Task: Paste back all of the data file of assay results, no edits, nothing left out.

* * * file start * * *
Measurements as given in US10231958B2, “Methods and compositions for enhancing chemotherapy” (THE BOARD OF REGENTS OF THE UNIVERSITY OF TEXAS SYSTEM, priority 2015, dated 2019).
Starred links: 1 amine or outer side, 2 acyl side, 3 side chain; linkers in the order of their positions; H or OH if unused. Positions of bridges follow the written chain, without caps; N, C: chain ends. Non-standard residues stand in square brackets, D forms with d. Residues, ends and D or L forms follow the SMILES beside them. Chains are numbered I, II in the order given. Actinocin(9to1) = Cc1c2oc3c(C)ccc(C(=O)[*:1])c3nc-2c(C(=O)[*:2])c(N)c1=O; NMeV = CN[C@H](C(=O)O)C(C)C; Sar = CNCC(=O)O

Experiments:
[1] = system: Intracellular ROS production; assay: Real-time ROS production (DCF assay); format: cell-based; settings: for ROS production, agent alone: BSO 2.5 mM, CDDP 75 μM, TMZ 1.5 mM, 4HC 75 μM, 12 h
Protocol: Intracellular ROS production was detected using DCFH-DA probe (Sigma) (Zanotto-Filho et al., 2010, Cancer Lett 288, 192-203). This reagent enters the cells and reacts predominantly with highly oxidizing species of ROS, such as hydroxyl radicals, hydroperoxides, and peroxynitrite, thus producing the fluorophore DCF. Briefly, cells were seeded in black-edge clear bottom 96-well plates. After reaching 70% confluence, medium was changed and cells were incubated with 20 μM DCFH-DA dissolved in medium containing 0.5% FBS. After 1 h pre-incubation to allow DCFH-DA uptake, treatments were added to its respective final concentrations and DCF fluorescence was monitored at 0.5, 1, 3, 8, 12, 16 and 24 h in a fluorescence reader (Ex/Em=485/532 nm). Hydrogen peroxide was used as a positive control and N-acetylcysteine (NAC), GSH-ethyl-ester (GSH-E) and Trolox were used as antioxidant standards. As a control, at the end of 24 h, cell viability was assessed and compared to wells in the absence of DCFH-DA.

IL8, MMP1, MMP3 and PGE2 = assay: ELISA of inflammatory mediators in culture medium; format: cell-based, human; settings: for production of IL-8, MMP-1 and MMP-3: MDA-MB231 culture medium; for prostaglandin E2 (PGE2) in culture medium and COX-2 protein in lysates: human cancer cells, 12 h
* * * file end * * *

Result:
Measurements as given in US10231958B2, “Methods and compositions for enhancing chemotherapy” (THE BOARD OF REGENTS OF THE UNIVERSITY OF TEXAS SYSTEM, priority 2015, dated 2019).
Starred links: 1 amine or outer side, 2 acyl side, 3 side chain; linkers in the order of their positions; H or OH if unused. Positions of bridges follow the written chain, without caps; N, C: chain ends. Non-standard residues stand in square brackets, D forms with d. Residues, ends and D or L forms follow the SMILES beside them. Chains are numbered I, II in the order given. Actinocin(9to1) = Cc1c2oc3c(C)ccc(C(=O)[*:1])c3nc-2c(C(=O)[*:2])c(N)c1=O; NMeV = CN[C@H](C(=O)O)C(C)C; Sar = CNCC(=O)O

Experiments:
[1] = system: Intracellular ROS production; assay: Real-time ROS production (DCF assay); format: cell-based; settings: for ROS production, agent alone: BSO 2.5 mM, CDDP 75 μM, TMZ 1.5 mM, 4HC 75 μM, 12 h
Protocol: Intracellular ROS production was detected using DCFH-DA probe (Sigma) (Zanotto-Filho et al., 2010, Cancer Lett 288, 192-203). This reagent enters the cells and reacts predominantly with highly oxidizing species of ROS, such as hydroxyl radicals, hydroperoxides, and peroxynitrite, thus producing the fluorophore DCF. Briefly, cells were seeded in black-edge clear bottom 96-well plates. After reaching 70% confluence, medium was changed and cells were incubated with 20 μM DCFH-DA dissolved in medium containing 0.5% FBS. After 1 h pre-incubation to allow DCFH-DA uptake, treatments were added to its respective final concentrations and DCF fluorescence was monitored at 0.5, 1, 3, 8, 12, 16 and 24 h in a fluorescence reader (Ex/Em=485/532 nm). Hydrogen peroxide was used as a positive control and N-acetylcysteine (NAC), GSH-ethyl-ester (GSH-E) and Trolox were used as antioxidant standards. As a control, at the end of 24 h, cell viability was assessed and compared to wells in the absence of DCFH-DA.

IL8, MMP1, MMP3 and PGE2 = assay: ELISA of inflammatory mediators in culture medium; format: cell-based, human; settings: for production of IL-8, MMP-1 and MMP-3: MDA-MB231 culture medium; for prostaglandin E2 (PGE2) in culture medium and COX-2 protein in lysates: human cancer cells, 12 h